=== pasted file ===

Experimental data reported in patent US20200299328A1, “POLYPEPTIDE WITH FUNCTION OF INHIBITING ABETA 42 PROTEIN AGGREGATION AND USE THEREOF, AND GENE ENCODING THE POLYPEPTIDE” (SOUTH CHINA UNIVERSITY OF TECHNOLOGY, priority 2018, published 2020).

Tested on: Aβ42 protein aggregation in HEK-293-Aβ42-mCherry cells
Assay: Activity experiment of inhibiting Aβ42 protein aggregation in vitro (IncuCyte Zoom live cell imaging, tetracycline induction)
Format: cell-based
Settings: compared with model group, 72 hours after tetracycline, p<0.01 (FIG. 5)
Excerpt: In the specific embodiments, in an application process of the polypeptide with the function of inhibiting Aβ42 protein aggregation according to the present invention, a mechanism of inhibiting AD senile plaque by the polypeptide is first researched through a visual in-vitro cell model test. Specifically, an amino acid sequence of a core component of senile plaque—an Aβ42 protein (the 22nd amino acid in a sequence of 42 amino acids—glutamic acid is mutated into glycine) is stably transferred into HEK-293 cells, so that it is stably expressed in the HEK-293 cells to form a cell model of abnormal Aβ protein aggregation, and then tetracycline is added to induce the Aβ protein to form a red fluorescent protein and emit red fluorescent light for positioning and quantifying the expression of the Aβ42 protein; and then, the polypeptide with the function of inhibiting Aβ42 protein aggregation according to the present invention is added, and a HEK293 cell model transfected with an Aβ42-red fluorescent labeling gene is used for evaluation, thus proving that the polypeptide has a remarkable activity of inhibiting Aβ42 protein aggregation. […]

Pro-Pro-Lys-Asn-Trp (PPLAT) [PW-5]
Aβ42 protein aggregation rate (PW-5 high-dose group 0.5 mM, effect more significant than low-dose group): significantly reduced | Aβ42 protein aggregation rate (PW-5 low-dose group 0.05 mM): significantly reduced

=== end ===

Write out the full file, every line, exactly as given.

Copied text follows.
Experimental data reported in patent US20200299328A1, “POLYPEPTIDE WITH FUNCTION OF INHIBITING ABETA 42 PROTEIN AGGREGATION AND USE THEREOF, AND GENE ENCODING THE POLYPEPTIDE” (SOUTH CHINA UNIVERSITY OF TECHNOLOGY, priority 2018, published 2020).

Tested on: Aβ42 protein aggregation in HEK-293-Aβ42-mCherry cells
Assay: Activity experiment of inhibiting Aβ42 protein aggregation in vitro (IncuCyte Zoom live cell imaging, tetracycline induction)
Format: cell-based
Settings: compared with model group, 72 hours after tetracycline, p<0.01 (FIG. 5)
Excerpt: In the specific embodiments, in an application process of the polypeptide with the function of inhibiting Aβ42 protein aggregation according to the present invention, a mechanism of inhibiting AD senile plaque by the polypeptide is first researched through a visual in-vitro cell model test. Specifically, an amino acid sequence of a core component of senile plaque—an Aβ42 protein (the 22nd amino acid in a sequence of 42 amino acids—glutamic acid is mutated into glycine) is stably transferred into HEK-293 cells, so that it is stably expressed in the HEK-293 cells to form a cell model of abnormal Aβ protein aggregation, and then tetracycline is added to induce the Aβ protein to form a red fluorescent protein and emit red fluorescent light for positioning and quantifying the expression of the Aβ42 protein; and then, the polypeptide with the function of inhibiting Aβ42 protein aggregation according to the present invention is added, and a HEK293 cell model transfected with an Aβ42-red fluorescent labeling gene is used for evaluation, thus proving that the polypeptide has a remarkable activity of inhibiting Aβ42 protein aggregation. […]

Pro-Pro-Lys-Asn-Trp (PPLAT) [PW-5]
Aβ42 protein aggregation rate (PW-5 high-dose group 0.5 mM, effect more significant than low-dose group): significantly reduced | Aβ42 protein aggregation rate (PW-5 low-dose group 0.05 mM): significantly reduced